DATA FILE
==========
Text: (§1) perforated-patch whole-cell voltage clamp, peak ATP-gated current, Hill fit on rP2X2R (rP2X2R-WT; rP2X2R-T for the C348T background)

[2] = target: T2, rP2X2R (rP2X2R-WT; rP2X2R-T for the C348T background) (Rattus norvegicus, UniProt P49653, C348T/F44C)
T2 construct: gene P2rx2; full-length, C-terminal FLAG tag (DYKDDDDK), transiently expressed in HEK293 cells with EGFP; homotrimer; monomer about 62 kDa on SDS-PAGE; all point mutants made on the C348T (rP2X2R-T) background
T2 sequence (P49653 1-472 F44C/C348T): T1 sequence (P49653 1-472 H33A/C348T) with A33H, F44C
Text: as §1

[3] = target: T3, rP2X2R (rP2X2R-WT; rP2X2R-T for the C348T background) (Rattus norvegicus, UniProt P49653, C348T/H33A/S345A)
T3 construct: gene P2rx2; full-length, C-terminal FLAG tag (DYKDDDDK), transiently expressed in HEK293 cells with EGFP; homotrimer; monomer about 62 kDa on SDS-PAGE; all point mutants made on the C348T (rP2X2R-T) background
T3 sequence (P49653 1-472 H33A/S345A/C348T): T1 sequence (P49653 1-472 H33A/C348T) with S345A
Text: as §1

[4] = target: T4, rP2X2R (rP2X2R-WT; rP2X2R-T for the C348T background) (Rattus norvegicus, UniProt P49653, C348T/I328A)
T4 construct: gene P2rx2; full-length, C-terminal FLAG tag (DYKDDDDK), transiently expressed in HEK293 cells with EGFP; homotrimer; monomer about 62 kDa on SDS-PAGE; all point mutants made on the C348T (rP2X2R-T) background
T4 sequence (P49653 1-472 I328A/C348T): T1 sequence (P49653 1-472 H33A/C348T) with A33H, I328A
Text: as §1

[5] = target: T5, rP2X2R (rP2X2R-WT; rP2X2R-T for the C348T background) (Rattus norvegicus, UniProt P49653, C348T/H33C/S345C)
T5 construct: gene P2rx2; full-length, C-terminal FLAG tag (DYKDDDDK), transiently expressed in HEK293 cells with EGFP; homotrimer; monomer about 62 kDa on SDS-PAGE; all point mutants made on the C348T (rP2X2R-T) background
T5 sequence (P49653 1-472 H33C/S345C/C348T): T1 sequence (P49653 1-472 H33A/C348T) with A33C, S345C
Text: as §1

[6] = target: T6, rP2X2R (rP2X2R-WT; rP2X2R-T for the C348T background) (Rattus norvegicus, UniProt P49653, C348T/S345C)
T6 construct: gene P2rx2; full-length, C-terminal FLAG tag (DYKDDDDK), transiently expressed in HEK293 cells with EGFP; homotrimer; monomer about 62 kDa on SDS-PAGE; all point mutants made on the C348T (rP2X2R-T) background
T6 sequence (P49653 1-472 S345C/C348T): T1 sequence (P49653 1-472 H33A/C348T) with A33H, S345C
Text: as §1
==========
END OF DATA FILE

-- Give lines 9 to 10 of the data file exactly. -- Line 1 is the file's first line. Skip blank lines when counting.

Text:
Text: as §1

[4] = target: T4, rP2X2R (rP2X2R-WT; rP2X2R-T for the C348T background) (Rattus norvegicus, UniProt P49653, C348T/I328A)